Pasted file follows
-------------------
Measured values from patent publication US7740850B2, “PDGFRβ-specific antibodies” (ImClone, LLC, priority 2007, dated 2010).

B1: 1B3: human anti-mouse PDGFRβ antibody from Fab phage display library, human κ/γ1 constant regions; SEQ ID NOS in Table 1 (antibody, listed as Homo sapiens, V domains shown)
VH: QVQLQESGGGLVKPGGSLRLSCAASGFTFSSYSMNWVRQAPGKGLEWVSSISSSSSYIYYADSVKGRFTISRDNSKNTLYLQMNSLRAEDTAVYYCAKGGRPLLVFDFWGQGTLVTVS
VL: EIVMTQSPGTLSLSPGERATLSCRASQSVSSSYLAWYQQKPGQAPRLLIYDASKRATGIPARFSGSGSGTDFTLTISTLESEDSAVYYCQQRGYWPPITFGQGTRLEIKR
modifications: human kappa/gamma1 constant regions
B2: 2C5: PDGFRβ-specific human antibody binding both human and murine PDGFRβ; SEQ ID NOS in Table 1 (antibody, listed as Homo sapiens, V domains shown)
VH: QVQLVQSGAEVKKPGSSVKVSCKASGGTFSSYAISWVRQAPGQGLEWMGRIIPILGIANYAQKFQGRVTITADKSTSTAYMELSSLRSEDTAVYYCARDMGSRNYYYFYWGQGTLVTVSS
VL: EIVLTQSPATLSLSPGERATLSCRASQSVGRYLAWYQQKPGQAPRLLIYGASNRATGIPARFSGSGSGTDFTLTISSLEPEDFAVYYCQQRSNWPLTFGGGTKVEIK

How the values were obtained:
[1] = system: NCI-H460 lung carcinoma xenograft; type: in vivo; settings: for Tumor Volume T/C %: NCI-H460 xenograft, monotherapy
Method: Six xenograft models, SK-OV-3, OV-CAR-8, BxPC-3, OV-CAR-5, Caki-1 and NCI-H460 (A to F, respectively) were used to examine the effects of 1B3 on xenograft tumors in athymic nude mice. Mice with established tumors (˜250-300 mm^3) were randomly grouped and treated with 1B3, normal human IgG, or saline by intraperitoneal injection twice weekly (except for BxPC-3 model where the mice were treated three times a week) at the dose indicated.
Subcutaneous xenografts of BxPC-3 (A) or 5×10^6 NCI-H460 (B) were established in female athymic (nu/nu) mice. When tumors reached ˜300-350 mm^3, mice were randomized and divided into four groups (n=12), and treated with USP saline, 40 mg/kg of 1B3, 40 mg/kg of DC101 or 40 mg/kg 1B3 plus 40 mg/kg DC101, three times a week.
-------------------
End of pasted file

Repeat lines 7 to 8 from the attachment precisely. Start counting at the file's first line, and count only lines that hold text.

VH: QVQLVQSGAEVKKPGSSVKVSCKASGGTFSSYAISWVRQAPGQGLEWMGRIIPILGIANYAQKFQGRVTITADKSTSTAYMELSSLRSEDTAVYYCARDMGSRNYYYFYWGQGTLVTVSS
VL: EIVLTQSPATLSLSPGERATLSCRASQSVGRYLAWYQQKPGQAPRLLIYGASNRATGIPARFSGSGSGTDFTLTISSLEPEDFAVYYCQQRSNWPLTFGGGTKVEIK